Notating "Light and Shade"

For hundreds of years most of the Western world has been using a system of Italian symbols in their written music to indicate dynamic levels (loud and soft).  For some reason, pipe bands have yet to catch on to this system of dynamic notation.  Up to this point, lead drummers have simply given verbal instructions to indicate loud and soft:  "a little louder here" or "come right down after the flam".  If dynamic levels are included in the written score, drummers can learn the dynamics in advance without any help from the lead drummer saving a ton of time at rehearsals.

"Light and Shade" is a term often used by judges to indicate the need for extra levels of dynamics between loud and soft.  These dynamic "grey areas" can be achieved using the seven volume symbols below.  Including these in your written score can clarify exactly where these subtle dynamic changes take place.

To get you started, here are the dynamic symbols:

To use these symbols in a score, simply place them underneath a particular passage in the music and the corps will know to play that passage at the assigned dynamic level.  The lead drummer is responsible for defining (in advance) just how loud or how soft each particular level is.  Many lead drummers assign specific stick heights to each volume level to help standardize dynamics throughout the corps.  The example below demonstrates the correct placement of dynamic symbols.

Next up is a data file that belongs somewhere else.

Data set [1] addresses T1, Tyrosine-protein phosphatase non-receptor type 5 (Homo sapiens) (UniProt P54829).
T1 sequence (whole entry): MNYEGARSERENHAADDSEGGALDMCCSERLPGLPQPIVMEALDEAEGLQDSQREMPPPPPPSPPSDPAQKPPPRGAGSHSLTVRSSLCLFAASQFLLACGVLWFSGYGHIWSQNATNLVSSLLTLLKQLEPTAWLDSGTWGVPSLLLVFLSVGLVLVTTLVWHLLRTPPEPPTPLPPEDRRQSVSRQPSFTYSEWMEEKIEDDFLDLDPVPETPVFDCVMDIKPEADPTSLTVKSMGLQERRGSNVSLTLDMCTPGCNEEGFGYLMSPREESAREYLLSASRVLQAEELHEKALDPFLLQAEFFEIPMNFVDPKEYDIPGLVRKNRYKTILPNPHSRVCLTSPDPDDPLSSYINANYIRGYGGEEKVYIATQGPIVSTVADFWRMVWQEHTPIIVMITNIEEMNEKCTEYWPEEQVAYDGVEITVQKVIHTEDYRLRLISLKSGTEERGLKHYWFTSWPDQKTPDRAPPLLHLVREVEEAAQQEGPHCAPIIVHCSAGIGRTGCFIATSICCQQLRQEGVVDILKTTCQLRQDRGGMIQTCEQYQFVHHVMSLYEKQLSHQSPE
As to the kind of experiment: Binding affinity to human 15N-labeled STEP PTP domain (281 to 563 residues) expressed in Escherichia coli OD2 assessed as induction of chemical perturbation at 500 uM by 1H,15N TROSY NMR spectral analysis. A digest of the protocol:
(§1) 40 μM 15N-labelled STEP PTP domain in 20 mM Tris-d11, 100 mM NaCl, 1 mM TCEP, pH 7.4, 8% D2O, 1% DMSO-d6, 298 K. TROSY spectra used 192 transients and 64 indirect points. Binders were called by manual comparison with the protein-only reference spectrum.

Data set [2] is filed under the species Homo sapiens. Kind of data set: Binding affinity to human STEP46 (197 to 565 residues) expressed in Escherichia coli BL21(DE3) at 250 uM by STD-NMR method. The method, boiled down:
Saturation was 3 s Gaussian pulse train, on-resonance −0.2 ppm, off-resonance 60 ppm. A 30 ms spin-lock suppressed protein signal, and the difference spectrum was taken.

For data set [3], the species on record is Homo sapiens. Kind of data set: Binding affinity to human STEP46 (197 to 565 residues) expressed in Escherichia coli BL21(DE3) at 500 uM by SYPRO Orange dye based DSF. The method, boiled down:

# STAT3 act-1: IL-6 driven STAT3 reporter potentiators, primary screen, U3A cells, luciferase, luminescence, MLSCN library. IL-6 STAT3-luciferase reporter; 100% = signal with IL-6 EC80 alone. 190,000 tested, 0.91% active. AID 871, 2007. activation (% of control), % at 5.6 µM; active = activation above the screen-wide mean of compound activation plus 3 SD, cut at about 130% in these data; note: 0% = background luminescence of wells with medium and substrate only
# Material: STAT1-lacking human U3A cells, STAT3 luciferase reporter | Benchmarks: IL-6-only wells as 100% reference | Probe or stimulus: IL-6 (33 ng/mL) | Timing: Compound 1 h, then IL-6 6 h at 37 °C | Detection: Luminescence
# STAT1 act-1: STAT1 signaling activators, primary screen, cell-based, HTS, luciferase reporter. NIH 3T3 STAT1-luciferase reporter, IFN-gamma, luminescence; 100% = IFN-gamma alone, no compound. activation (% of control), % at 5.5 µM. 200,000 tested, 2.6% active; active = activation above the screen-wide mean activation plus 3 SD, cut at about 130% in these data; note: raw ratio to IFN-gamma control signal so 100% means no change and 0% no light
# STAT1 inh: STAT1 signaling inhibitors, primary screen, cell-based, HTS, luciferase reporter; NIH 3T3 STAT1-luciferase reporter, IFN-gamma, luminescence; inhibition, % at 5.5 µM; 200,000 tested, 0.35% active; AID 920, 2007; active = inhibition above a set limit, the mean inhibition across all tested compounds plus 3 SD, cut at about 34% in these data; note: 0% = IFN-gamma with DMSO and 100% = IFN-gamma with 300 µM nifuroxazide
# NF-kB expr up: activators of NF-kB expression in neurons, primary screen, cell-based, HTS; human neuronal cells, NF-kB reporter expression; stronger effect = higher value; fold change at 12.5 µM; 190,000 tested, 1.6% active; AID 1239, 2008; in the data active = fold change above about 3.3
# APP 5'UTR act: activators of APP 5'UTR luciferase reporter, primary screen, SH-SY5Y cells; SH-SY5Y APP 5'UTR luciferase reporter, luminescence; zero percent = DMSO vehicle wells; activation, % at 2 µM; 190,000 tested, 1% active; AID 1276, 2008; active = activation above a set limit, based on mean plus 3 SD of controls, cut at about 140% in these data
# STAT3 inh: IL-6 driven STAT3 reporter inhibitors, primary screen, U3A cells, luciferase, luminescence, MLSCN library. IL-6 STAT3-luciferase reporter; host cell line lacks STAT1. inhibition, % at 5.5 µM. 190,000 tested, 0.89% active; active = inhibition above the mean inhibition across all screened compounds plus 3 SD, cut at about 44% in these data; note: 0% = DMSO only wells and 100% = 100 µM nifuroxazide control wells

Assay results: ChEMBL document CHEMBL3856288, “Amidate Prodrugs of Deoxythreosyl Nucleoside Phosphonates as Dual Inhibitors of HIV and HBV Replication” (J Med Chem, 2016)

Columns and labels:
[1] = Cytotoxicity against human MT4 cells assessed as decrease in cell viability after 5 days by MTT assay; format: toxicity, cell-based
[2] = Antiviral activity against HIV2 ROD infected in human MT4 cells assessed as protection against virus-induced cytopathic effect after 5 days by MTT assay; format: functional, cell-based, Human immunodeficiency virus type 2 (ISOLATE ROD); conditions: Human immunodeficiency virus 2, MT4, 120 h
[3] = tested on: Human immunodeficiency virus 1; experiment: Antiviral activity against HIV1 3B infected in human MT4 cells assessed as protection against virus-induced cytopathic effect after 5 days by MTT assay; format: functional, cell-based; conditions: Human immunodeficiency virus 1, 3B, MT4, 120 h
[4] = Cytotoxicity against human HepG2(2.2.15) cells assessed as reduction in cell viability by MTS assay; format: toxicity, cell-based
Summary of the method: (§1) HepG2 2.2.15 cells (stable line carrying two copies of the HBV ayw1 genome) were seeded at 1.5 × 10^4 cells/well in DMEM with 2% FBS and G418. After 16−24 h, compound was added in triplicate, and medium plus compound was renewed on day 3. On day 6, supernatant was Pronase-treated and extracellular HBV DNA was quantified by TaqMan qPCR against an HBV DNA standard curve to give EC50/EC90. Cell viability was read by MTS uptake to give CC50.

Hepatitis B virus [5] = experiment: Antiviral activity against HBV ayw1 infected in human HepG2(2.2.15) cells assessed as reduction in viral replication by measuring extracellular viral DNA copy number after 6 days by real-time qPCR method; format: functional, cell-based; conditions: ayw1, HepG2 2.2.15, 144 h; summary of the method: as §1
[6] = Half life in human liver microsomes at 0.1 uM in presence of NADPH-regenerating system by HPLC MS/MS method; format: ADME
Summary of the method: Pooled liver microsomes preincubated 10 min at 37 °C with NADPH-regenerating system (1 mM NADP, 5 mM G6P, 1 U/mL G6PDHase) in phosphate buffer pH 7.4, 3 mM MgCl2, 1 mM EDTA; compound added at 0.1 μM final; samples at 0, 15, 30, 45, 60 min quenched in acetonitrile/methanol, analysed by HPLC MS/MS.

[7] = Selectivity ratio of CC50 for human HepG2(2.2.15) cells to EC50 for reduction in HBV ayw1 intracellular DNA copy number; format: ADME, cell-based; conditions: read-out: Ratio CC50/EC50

Most drummers are already familiar with the symbols for crescendo and decrescendo.  A crescendo is a gradual increase in volume and a decrescendo is a gradual decrease.  Crescendos and decrescendos can serve as a bridge to connect two different dynamic levels and provide the means to notate a gradual change between these levels as in the example below.  Note the passage starts out very loud, then in bar three abruptly changes to soft.  The crescendo then builds the volume back up again over the next bar and a half to very loud.

Due to the nature of their instrument, pipers are unable to change their volume level.  It is up to drummers (both snares and mid-section) to express the dynamics in our music.  Using the Italian symbols in our written music is an easy way to introduce dynamics at the early stages of learning a score.  If dynamics are learned from the beginning they will be ingrained into the fabric of the score when competition season arrives!

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